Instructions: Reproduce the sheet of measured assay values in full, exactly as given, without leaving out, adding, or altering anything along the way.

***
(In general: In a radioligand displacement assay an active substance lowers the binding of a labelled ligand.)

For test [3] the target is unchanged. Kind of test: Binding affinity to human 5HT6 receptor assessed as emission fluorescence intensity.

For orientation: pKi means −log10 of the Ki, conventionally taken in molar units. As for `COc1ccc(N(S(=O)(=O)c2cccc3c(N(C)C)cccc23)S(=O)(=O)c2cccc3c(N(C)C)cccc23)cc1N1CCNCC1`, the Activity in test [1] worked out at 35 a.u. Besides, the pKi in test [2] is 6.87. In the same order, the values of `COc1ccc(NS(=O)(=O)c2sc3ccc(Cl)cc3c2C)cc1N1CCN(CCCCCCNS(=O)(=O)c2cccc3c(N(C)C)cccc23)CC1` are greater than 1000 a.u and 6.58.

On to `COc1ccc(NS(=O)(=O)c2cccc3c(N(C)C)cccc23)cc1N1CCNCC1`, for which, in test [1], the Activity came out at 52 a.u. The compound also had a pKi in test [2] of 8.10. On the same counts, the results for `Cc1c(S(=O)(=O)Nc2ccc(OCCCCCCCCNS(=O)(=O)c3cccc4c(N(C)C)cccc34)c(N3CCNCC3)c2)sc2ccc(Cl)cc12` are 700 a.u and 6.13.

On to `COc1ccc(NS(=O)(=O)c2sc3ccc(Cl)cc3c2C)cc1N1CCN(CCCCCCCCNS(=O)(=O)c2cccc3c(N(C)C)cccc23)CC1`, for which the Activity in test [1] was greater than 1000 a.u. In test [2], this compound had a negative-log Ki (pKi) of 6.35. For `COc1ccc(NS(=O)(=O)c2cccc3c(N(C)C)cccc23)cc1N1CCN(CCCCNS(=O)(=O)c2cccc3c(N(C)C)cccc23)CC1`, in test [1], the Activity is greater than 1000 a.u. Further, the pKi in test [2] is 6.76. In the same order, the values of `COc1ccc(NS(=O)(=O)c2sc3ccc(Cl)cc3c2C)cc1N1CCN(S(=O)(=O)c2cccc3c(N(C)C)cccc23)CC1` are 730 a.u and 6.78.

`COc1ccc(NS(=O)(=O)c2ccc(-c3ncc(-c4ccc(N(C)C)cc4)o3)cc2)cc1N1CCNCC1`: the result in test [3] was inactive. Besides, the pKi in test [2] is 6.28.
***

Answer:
(In general: In a radioligand displacement assay an active substance lowers the binding of a labelled ligand.)

For test [3] the target is unchanged. Kind of test: Binding affinity to human 5HT6 receptor assessed as emission fluorescence intensity.

For orientation: pKi means −log10 of the Ki, conventionally taken in molar units. As for `COc1ccc(N(S(=O)(=O)c2cccc3c(N(C)C)cccc23)S(=O)(=O)c2cccc3c(N(C)C)cccc23)cc1N1CCNCC1`, the Activity in test [1] worked out at 35 a.u. Besides, the pKi in test [2] is 6.87. In the same order, the values of `COc1ccc(NS(=O)(=O)c2sc3ccc(Cl)cc3c2C)cc1N1CCN(CCCCCCNS(=O)(=O)c2cccc3c(N(C)C)cccc23)CC1` are greater than 1000 a.u and 6.58.

On to `COc1ccc(NS(=O)(=O)c2cccc3c(N(C)C)cccc23)cc1N1CCNCC1`, for which, in test [1], the Activity came out at 52 a.u. The compound also had a pKi in test [2] of 8.10. On the same counts, the results for `Cc1c(S(=O)(=O)Nc2ccc(OCCCCCCCCNS(=O)(=O)c3cccc4c(N(C)C)cccc34)c(N3CCNCC3)c2)sc2ccc(Cl)cc12` are 700 a.u and 6.13.

On to `COc1ccc(NS(=O)(=O)c2sc3ccc(Cl)cc3c2C)cc1N1CCN(CCCCCCCCNS(=O)(=O)c2cccc3c(N(C)C)cccc23)CC1`, for which the Activity in test [1] was greater than 1000 a.u. In test [2], this compound had a negative-log Ki (pKi) of 6.35. For `COc1ccc(NS(=O)(=O)c2cccc3c(N(C)C)cccc23)cc1N1CCN(CCCCNS(=O)(=O)c2cccc3c(N(C)C)cccc23)CC1`, in test [1], the Activity is greater than 1000 a.u. Further, the pKi in test [2] is 6.76. In the same order, the values of `COc1ccc(NS(=O)(=O)c2sc3ccc(Cl)cc3c2C)cc1N1CCN(S(=O)(=O)c2cccc3c(N(C)C)cccc23)CC1` are 730 a.u and 6.78.

`COc1ccc(NS(=O)(=O)c2ccc(-c3ncc(-c4ccc(N(C)C)cc4)o3)cc2)cc1N1CCNCC1`: the result in test [3] was inactive. Besides, the pKi in test [2] is 6.28.